IBM and State Farm host mainframe workshop for ISU students and faculty
Fortune 50 companies State Farm and IBM hosted the New to Z Workshop, in cooperation with the School of Information Technology, November 1 at the Hancock Stadium Club.
With about 60 people in attendance, the event showcased the role of the modern IBM Z Mainframe to Illinois State students and faculty and supported the School of Information Technology’s Integration of Enterprise Computing Systems (mainframes) curriculum.
The New to Z Workshop was geared toward people with 10 or less years of experience with IBM’s mainframe. Mainframes are computers that can process billions of transactions and calculations immediately. IBM’s new Z-system is designed for security, resiliency, and higher data privacy.
Attendees had the option to choose between the New to Z Workshop or the hands-on Master the Mainframe event. They also were given the opportunity to network with potential employers who use the mainframe in their current fields.
Megan Hampton, a software engineer for IBM’s Wave for z/VM team, explained why the workshop was important for students.
“This event proves that young people are interested in the mainframe, but you just have to expose them properly,” said Hampton. “It’s all about perception and how you advocate what you’re doing because students might not initially see the importance of the mainframe.”
Early in the all-day event, attendees participated in an activity where they were prompted with a question and had to write whatever came to mind first on a sticky note before placing their answers on a poster board. One question prompted was, “What do you think of when you hear the word ‘mainframe’?” Answers such as “stability,” “big data,” and “legacy” were written.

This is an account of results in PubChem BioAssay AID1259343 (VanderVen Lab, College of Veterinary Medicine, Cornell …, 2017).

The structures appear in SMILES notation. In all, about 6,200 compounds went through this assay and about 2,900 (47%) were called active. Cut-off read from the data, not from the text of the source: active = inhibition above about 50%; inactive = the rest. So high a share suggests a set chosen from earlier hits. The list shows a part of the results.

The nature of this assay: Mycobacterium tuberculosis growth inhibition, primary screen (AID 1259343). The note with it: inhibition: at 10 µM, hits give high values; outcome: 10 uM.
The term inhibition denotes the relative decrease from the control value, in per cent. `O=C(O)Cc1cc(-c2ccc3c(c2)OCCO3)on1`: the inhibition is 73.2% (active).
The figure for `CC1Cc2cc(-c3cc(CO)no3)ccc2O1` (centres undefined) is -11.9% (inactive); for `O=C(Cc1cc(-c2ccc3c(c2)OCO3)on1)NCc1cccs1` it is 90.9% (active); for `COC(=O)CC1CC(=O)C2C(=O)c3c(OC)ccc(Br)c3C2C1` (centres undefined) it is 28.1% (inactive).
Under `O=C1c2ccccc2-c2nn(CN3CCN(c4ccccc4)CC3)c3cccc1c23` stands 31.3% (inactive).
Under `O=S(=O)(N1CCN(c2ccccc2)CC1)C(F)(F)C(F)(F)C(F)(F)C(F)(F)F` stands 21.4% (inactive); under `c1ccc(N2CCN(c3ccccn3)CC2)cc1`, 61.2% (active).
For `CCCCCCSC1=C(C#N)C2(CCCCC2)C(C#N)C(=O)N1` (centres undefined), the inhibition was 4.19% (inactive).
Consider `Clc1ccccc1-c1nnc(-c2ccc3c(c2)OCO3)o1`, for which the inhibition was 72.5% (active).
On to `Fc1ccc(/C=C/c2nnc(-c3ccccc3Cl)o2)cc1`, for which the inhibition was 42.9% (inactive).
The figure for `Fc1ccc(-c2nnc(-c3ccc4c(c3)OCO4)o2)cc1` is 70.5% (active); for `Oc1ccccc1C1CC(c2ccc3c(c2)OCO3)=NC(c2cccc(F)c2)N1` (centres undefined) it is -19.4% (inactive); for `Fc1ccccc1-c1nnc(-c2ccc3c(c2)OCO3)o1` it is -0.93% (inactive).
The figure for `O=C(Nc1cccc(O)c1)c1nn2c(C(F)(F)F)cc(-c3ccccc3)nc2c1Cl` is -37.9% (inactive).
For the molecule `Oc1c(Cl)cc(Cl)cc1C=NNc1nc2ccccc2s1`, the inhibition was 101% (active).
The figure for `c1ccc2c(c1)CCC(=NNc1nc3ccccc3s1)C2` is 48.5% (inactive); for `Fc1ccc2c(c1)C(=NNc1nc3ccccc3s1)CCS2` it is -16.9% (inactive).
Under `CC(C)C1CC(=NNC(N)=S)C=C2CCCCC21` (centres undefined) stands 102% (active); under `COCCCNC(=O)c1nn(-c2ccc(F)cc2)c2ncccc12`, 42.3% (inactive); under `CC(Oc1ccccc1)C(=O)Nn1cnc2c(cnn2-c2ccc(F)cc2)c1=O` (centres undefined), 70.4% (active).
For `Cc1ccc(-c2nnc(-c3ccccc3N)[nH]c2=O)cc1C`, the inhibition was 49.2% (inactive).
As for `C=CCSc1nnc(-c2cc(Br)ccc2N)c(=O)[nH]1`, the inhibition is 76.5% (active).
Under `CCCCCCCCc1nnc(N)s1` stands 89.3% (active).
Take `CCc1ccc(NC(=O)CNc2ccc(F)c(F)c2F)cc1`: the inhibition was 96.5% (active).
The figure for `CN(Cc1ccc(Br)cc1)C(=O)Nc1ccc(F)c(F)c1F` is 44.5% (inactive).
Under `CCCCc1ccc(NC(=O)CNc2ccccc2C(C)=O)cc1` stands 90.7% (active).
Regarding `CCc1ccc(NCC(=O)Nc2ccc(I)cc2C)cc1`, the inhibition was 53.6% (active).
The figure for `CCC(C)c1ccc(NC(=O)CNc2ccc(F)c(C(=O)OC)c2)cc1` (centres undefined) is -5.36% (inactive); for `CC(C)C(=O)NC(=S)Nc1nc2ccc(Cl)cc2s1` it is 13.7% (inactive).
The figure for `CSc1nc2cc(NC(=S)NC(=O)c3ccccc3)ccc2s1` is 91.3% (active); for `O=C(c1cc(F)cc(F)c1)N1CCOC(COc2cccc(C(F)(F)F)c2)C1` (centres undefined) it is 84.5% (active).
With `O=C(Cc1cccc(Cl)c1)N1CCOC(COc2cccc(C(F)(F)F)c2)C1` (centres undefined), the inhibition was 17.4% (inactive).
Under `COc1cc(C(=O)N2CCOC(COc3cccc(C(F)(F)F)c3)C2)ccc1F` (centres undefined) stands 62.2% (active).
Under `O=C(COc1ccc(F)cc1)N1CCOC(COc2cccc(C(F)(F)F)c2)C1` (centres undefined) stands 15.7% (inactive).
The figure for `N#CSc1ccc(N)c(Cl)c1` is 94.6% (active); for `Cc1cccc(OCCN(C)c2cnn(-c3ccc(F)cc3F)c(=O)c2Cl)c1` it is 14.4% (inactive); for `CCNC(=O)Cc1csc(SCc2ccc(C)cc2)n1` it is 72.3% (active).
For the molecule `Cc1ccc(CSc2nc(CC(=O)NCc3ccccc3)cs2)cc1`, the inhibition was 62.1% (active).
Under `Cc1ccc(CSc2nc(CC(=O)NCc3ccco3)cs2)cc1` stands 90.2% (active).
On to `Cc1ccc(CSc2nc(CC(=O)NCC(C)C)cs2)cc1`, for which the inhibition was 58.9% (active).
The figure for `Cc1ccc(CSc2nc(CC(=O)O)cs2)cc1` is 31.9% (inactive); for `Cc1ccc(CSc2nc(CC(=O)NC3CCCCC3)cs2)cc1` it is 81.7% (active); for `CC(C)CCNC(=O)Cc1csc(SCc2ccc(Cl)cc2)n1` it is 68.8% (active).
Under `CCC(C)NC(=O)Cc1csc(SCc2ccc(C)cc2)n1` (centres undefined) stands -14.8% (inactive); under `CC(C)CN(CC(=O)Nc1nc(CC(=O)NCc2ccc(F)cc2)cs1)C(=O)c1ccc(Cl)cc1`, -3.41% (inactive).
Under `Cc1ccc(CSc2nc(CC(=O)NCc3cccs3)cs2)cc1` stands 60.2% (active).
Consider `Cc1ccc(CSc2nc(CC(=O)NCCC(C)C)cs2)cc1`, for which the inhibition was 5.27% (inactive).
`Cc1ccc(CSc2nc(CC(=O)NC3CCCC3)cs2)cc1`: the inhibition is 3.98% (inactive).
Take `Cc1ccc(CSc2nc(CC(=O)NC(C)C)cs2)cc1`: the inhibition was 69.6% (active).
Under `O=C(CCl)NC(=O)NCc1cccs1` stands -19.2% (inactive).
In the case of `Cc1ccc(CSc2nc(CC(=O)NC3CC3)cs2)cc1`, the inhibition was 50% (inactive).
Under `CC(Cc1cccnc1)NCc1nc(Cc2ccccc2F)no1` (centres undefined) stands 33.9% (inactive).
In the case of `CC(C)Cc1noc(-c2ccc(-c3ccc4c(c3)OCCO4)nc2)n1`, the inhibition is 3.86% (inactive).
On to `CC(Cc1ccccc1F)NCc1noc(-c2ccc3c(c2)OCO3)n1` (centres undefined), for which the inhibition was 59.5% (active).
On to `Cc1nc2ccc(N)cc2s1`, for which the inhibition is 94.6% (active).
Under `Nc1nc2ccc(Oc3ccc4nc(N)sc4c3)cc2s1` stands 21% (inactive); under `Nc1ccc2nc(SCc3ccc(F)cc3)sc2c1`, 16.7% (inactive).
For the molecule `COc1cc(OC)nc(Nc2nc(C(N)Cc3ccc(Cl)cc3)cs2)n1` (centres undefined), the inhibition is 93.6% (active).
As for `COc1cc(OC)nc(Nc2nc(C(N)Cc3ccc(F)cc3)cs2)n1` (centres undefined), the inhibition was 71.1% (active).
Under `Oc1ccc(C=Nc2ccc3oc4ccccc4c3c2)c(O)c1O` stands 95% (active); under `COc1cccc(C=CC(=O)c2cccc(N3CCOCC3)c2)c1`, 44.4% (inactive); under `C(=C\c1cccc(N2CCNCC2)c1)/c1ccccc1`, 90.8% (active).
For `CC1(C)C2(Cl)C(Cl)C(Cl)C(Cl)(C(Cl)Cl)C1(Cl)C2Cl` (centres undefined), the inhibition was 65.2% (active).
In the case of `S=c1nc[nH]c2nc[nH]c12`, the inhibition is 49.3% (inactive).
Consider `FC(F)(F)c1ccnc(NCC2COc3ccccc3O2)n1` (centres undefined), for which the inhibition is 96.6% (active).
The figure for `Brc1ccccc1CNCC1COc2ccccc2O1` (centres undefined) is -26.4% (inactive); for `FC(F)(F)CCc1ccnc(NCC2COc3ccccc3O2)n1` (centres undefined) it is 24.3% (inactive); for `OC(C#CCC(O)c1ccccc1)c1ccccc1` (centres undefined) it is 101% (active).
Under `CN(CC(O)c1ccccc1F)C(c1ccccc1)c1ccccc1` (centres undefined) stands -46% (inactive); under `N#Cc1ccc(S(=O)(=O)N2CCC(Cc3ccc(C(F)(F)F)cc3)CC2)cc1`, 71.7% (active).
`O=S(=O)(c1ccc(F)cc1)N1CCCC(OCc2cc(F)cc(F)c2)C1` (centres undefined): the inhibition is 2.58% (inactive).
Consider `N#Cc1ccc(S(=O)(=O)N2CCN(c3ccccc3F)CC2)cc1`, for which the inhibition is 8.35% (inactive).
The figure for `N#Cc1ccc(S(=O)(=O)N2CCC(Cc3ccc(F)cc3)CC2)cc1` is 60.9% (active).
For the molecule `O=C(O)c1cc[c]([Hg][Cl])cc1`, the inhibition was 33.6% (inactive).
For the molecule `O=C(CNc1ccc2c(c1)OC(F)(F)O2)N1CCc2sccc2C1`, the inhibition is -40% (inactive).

Tyler Rosnett, a computer science major and an intern at State Farm, said there is an industrywide problem of trying to recruit new talent to become interested in the mainframe.
“What a lot of students aren’t aware of is the mainframe space,” said Rosnett. “Everyone at this event now knows that there’s endless opportunities and every company has a mainframe. Things like this event open students’ eyes.”
Business information systems major Mike Swanson was able to familiarize himself with the Z-system as he took part in the Master the Mainframe competition during the event. The competition was composed of three parts; the first part took place during the event with the last two being done in the students’ own time.
“Having the infrastructure to have the tools to play with is something you can’t just have anywhere,” said Swanson. “Especially for individuals wanting to learn more, you have to have an environment provided by IBM.”
Mark Owens, a lecturer for the School of Information Technology at Illinois State, worked with Illinois State and IBM to start the enterprise computing curriculum, which teaches mainframe-based classes.
“The interesting thing about the mainframe is that IBM is the only one that makes it,” said Owens. “The mainframes are very expensive to purchase, but they return a lot on the investment.”